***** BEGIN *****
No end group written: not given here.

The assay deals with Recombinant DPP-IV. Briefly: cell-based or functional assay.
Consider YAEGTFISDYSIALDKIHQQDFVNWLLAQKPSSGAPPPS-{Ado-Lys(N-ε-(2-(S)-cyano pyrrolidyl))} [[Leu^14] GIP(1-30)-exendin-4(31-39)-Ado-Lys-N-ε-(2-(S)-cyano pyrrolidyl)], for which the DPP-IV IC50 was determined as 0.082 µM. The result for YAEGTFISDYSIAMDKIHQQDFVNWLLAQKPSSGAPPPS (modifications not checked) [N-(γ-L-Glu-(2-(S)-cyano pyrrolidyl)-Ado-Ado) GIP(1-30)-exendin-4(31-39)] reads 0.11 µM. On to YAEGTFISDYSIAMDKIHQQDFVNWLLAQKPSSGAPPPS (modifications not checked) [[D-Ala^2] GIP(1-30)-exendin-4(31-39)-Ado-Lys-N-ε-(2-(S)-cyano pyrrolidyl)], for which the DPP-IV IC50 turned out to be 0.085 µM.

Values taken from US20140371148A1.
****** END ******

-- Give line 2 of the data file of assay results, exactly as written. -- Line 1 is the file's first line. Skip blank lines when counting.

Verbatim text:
The assay deals with Recombinant DPP-IV. Briefly: cell-based or functional assay.